Why Konrad Mizzi might cost Chris Fearne the Labour leadership

When the health baton was passed on to Chris Fearne, he had to face the music for something done, in the dark, by his disgraced predecessor

Konrad Mizzi might Chris Fearne's life-long ambition of become the next Labour Party leader
Konrad Mizzi might Chris Fearne's life-long ambition of become the next Labour Party leader

It is no secret that Chris Fearne wants to become the next Labour Party leader, and Prime Minister. His appointment as deputy Prime Minister is a step in that direction. But things have become slightly complicated for the health minister. Konrad Mizzi might ruin his life-long ambition.

First the Vitals deal – the reason why Fearne might miss the boat. He’s currently under fire from the doctors and other healthcare professionals – and taxpayers, for failing to do what is right: scrap the Konrad Mizzi-Vitals deal.

And before Government trolls hit the keyboards in defence of their employer, I must state the obvious: Private healthcare investors are not new to Malta. They’ve been here for years. And health tourism is a lucrative area, which needs to be enhanced. So there’s nothing wrong with the Government trying to lure more of their types to Malta.

What’s wrong and scandalous, but unfortunately lost on Government trolls, is the deal agreed between Konrad Mizzi and the Vitals Global Healthcare which left the medical profession and Maltese citizens in the dark.

Fearne painted himself into a corner because of his inability to do the right thing: scrap the Vitals deal

When the health baton was passed on to Chris Fearne, he had to face the music for something done, in the dark, by his disgraced predecessor.

Fearne, who is known for his no-nonsense approach, should have put a stop to it. If the deputy prime minister wants to secure Labour’s top post, he must show leadership. To the delight of his rivals for Labour’s top post, he did not. My impression is that MEP Miriam Dalli, minister Ian Borg, and MP Robert Abela have run a mile from the Mizzi-Vitals agreement. They know that there will come a time when close association to Konrad Mizzi and the current Castille clique, will drastically decrease their chances of securing the top post.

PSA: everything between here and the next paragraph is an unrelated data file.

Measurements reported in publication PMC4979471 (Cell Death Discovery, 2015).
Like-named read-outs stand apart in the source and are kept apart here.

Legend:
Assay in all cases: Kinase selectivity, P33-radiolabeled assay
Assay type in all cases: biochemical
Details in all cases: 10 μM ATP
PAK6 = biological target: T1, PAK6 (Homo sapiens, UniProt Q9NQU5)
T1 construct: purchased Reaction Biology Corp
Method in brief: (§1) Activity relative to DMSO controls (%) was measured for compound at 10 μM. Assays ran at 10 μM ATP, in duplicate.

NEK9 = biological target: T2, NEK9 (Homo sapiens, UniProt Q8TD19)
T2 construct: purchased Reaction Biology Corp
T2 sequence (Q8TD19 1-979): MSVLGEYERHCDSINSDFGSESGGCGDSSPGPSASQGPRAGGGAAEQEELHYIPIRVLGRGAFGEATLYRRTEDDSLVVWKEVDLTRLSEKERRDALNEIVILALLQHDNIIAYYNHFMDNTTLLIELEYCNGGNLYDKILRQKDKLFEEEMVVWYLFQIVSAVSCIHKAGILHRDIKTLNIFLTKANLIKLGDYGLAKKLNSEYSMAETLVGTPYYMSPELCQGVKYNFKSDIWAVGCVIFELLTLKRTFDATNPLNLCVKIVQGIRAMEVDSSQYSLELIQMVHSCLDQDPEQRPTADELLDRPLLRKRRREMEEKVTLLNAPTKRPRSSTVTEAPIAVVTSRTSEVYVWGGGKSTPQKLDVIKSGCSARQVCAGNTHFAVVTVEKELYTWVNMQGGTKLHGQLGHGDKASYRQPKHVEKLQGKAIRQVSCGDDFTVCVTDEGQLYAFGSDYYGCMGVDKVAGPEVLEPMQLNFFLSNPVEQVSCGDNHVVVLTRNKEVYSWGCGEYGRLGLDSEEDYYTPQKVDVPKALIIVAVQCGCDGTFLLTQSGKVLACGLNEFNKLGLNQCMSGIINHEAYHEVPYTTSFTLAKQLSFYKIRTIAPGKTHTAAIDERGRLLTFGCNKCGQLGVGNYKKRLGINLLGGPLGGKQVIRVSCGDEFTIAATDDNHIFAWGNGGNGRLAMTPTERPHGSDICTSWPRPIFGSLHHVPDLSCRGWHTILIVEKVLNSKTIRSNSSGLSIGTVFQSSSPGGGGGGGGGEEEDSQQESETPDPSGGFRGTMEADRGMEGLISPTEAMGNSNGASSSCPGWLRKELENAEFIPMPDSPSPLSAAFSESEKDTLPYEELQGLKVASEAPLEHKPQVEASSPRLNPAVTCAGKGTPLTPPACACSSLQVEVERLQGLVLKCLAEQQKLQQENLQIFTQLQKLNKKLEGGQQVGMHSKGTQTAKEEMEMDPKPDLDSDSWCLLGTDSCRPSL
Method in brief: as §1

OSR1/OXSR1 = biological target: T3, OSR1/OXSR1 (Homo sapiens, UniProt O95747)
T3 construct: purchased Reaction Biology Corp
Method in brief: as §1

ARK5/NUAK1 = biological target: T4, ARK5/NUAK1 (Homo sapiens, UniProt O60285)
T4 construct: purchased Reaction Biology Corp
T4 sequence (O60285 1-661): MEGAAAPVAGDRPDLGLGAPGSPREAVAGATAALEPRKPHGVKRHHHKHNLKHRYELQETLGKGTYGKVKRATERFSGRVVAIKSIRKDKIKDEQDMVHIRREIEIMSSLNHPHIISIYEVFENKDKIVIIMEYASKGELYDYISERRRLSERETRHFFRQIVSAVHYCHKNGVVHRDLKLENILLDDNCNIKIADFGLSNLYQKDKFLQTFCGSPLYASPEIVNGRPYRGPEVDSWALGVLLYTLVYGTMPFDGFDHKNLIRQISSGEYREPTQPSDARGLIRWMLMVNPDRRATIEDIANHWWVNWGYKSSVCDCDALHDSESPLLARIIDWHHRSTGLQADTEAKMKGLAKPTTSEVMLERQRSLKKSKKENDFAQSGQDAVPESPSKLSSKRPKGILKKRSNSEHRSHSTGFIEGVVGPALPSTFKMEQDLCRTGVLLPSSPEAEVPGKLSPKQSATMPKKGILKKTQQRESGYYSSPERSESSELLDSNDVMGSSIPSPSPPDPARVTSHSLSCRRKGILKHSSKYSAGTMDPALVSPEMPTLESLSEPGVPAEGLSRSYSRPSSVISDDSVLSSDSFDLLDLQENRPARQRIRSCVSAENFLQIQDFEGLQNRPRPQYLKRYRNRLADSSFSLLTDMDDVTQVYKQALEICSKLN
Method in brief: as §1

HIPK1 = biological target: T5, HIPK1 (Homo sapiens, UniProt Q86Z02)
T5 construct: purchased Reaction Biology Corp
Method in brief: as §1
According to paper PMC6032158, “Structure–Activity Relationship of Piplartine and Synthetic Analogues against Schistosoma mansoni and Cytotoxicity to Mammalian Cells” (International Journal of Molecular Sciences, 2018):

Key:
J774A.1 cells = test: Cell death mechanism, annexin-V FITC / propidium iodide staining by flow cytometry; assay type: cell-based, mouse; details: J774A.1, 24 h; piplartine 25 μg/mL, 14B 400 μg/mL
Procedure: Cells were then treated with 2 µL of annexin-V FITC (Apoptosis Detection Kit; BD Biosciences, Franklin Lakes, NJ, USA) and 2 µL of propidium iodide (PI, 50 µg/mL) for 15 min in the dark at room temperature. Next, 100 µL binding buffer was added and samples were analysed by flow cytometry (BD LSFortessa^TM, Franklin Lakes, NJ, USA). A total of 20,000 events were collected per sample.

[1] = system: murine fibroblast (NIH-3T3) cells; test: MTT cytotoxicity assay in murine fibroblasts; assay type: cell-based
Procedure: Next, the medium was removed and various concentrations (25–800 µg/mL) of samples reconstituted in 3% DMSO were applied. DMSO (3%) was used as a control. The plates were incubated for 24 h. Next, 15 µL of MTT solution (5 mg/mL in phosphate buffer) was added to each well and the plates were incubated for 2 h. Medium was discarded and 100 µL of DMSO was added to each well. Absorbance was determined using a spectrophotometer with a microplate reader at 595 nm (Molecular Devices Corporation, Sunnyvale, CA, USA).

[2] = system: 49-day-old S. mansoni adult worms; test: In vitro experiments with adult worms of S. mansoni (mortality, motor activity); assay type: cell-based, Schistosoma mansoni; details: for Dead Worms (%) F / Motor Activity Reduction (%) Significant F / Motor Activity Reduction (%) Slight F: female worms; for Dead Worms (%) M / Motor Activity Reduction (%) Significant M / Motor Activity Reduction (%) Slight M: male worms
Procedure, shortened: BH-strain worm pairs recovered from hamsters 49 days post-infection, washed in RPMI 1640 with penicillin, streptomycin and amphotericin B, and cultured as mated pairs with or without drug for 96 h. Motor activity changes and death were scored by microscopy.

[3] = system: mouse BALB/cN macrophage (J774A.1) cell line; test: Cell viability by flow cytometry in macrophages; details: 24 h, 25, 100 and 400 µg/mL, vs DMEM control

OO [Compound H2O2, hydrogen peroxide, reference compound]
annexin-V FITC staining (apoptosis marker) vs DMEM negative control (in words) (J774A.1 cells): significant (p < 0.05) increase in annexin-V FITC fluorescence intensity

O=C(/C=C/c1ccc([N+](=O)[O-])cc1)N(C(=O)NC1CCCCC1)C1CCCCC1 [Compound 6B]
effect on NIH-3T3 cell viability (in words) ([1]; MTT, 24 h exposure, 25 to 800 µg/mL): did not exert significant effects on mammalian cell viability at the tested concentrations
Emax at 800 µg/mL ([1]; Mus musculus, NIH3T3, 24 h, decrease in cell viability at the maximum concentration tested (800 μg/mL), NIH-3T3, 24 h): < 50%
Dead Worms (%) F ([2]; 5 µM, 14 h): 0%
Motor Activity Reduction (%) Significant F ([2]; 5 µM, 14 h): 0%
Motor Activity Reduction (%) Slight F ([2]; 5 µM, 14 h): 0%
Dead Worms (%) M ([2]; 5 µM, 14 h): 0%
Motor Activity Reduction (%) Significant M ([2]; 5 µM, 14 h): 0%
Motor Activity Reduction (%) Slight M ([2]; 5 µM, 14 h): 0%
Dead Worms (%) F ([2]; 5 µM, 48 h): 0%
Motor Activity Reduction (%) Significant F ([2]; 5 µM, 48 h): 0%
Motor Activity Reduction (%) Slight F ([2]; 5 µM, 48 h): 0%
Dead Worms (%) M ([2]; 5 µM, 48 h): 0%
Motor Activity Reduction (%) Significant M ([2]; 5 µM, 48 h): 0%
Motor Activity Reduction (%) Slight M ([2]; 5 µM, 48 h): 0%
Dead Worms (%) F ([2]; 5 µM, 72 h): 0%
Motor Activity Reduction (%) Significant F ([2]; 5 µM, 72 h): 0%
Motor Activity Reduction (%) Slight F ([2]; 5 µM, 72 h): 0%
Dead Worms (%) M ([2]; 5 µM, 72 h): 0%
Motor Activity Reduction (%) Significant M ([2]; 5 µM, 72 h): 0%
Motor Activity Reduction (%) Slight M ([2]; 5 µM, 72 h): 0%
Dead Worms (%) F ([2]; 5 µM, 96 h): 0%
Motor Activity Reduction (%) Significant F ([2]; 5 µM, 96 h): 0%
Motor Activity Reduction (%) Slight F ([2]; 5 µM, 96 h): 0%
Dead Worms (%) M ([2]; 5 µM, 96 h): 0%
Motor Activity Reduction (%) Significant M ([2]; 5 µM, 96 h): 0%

Fearne painted himself into a corner because of his inability to do the right thing: scrap the Vitals deal, return the three State hospitals to their rightful owners – the people of Malta – and, if need be, look out for investors of repute with a sound track record in the field.

For the Vitals deal looks shady, and stinks horribly. The conditions which the Vitals team – the identity of whom Government refuses to divulge – come to enjoy are beneficial to them but not to us, the taxpayers.

In November 2015, the contract was signed and Konrad Mizzi gave the hospitals away for 30 years (in the case of St Luke’s, it’s 99 years). According to the Mizzi-Vitals deal, the Government was to pay €70 million for each of the 30 years from our taxes, which means that the mysterious owners of the Vitals group would be pocketing more than €2 billion in total.

When Vitals defaulted on the agreement, they sold their contract (for an undisclosed price) with Konrad Mizzi to Steward Healthcare, an American health company. Coincidentally, it was sold just 10 days before a new EU Directive would have made it compulsory for the names of the sellers to be divulged.

It is a deal which was too good to be true for VGH, but disastrous for the people of Malta. Not only were they handed three State hospitals on a silver platter, but they failed to honour the agreement, and after a mere 22 months at the ‘helm’ of the state hospitals they forwarded their ownership to American businessmen.

Chris Fearne now tells us that once the agreement, between Vitals and Steward Health Care, is agreed upon, signed and sealed he shall do us the honour of informing us of its content. Pull the other one, Fearne. If you want to come clean, show us its content now.

It is screamingly obvious that Mizzi has the Prime Minister’s backing, and no amount of internal pressure shall persuade the big boss to scrap what Mizzi agreed on our behalf, without our permission.

Mizzi’s Vitals agreement robbed the people of three State hospitals. But it might have also robbed Fearne of his chances to take the helm of the Labour Party when Joseph Muscat calls it a day. If that happens, he has only himself to blame. He’s still in time, though. Miriam Dalli, Ian Borg and Robert Abela are watching. So are the Labour Party delegates and, needless to say, the people of Malta who want their hospitals and their money back.

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